BALLOT QUESTION: VOTE NO ON THREE – No Woman Should Ever Be Told to Be Silent

FROM OUR OCT. PRINTED EDITION

by Chanel Prunier

The Boston Broadside has run several articles about the Massachusetts Bathroom and Locker Room Law, which took effect in 2016, but when we started our effort to put it on the ballot this fall, we never imagined how far the radical left would take its application.

As many people know, the bill added “gender identity” to the state ban on discrimination in public accommodations like bathrooms and locker rooms. Gender identity is defined in Massachusetts law as “a gender-related identity, appearance or behavior, whether or not that gender-related identity, appearance or behavior is different from that traditionally associated with the person’s physiology or assigned sex at birth.” In other words, the law relegates a person’s sex for purposes of bathrooms, dressing rooms, and locker rooms to their state-of-mind, rather than biology. It’s impossible to tell who is sincere and who is a violent predator looking to exploit the law, so women are being silenced rather than speaking up when someone does something inappropriate.

The Legislature had an opportunity to amend the law to protect all citizens from violent criminals and sexual predators by making an exemption for registered sex offenders, but amendments to do so were voted on and failed, an explicit rejection of public safety. Now, women, children and vulnerable people are at risk. And if a person speaks up about a man making her uncomfortable, the penalties are severe, with fines of up to $50,000 and a year in jail.

This law forces women being made uncomfortable by men in private spaces to be silent or face fines and jail time, which is unacceptable. We’ll be forced to teach our little girls that if a man makes you uncomfortable in a private place, you cannot say anything, creating terrible situations down the line. The No on Three repeal effort believes no woman should ever be told to be silent and just accept it when a man is making her uncomfortable in a shower or restroom. She has rights too.

Our campaign is based around this premise, but then the law was used for a previously unthinkable purpose. A discrimination complaint was brought under the law by a man who wanted his you-know-what waxed by a place that only serves women. Basically, he said, “you will touch my privates, or I will sue you.”

Recently, through a public records request, one of the organizations involved in our repeal effort un-earthed a complaint that a man who “identifies as woman” filed against a beauty salon in Milton under the new law.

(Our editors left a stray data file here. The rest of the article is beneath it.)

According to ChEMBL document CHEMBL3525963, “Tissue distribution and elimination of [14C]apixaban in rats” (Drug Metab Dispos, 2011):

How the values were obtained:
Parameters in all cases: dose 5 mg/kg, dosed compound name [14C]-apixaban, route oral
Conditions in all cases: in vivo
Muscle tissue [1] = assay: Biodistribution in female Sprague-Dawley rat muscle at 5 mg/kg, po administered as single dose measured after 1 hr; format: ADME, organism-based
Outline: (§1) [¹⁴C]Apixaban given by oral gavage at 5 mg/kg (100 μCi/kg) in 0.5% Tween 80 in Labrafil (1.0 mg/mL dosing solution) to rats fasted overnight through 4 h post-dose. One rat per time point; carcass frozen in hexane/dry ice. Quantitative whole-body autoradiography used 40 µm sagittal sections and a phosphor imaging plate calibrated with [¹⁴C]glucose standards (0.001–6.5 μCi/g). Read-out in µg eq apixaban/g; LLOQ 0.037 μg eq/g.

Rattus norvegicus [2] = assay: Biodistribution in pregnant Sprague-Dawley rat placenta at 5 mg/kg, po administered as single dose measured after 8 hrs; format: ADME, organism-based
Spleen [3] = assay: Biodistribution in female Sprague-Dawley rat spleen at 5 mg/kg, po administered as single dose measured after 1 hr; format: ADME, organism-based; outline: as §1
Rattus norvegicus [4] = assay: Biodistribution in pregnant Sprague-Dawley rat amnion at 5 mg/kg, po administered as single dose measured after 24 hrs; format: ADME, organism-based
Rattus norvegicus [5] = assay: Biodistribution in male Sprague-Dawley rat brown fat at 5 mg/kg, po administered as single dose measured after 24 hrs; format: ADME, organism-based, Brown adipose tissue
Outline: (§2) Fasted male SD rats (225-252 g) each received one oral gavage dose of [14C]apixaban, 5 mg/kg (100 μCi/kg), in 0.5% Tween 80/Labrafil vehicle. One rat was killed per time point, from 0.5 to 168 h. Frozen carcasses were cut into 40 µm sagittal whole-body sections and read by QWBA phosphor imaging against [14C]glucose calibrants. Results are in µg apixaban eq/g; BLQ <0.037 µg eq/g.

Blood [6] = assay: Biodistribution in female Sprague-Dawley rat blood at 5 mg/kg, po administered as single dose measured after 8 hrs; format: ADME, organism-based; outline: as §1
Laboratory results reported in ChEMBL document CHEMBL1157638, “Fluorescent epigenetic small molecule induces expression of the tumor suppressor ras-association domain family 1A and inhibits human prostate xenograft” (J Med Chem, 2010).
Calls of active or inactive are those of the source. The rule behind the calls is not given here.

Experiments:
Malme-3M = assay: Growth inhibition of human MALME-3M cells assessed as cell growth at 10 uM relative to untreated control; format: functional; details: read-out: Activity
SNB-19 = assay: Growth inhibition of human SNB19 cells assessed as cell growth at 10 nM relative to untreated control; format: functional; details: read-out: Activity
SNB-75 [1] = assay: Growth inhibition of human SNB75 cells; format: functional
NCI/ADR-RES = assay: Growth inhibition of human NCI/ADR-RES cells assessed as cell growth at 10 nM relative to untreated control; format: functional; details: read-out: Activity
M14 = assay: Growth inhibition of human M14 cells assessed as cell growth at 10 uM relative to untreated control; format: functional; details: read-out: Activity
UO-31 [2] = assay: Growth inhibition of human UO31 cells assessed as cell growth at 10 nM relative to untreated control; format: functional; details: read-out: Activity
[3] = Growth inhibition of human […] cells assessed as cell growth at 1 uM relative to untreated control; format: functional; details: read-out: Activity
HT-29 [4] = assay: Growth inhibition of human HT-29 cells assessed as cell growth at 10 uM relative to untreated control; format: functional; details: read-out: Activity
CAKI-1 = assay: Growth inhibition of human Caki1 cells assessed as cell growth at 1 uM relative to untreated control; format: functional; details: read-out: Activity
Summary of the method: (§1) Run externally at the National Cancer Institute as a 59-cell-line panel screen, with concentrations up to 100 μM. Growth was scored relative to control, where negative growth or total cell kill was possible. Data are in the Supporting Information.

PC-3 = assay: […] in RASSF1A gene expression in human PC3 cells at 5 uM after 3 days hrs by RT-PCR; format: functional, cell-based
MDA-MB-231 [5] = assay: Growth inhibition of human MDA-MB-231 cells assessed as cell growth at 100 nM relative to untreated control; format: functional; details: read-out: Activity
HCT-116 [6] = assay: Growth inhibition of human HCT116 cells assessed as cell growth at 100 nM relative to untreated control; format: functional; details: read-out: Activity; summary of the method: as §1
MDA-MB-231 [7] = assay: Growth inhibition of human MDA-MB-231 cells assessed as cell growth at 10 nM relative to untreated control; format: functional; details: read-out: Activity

Very simply, he insisted the salon provide him with a bikini wax, even though he has fully-intact male anatomy, and they do not service men. In his mind, he’s a woman, so he is demanding they treat him as a woman. When they declined, he filed a complaint with the attorney general’s office.

No women should be forced to touch a man’s penis if she doesn’t want to. And women who work in the cosmetology field (or any other) should not be forced to choose between performing services on men and losing their livelihood. This wasn’t what they signed up for when they chose this career. Frankly, there are a lot of perverts out there who will start going to beauty shops because they want to make women touch them, and enjoy making the women uncomfortable when they do so. These women will either face lawsuits and be labeled bigots by outfits like the Boston Globe, or be forced to give up their livelihood.

The individual who filed the complaint is essentially saying: “touch me, whether you like it or not. This new law says you cannot say no.”

Strangely enough, he outlines in his complaint that he was being waxed before by a similar salon in Braintree, but wanted the MA Commission on Civil Rights to force these women to service him instead. It’s not about receiving the service, it’s about making them acquiesce and agree with his conception of himself, and comply with his wishes, whether they feel uncomfortable or not. Their beliefs do not matter.

Want to help stop this law? You can do three things:

  1. Vote No on Three this November 6.
  2. Share our videos on Facebook and through social media: www.Facebook.com/KeepMASafe
  3. Donate to the cause so we can spread the word about this injustice, by visiting
    www.KeepMASafe.org ♦

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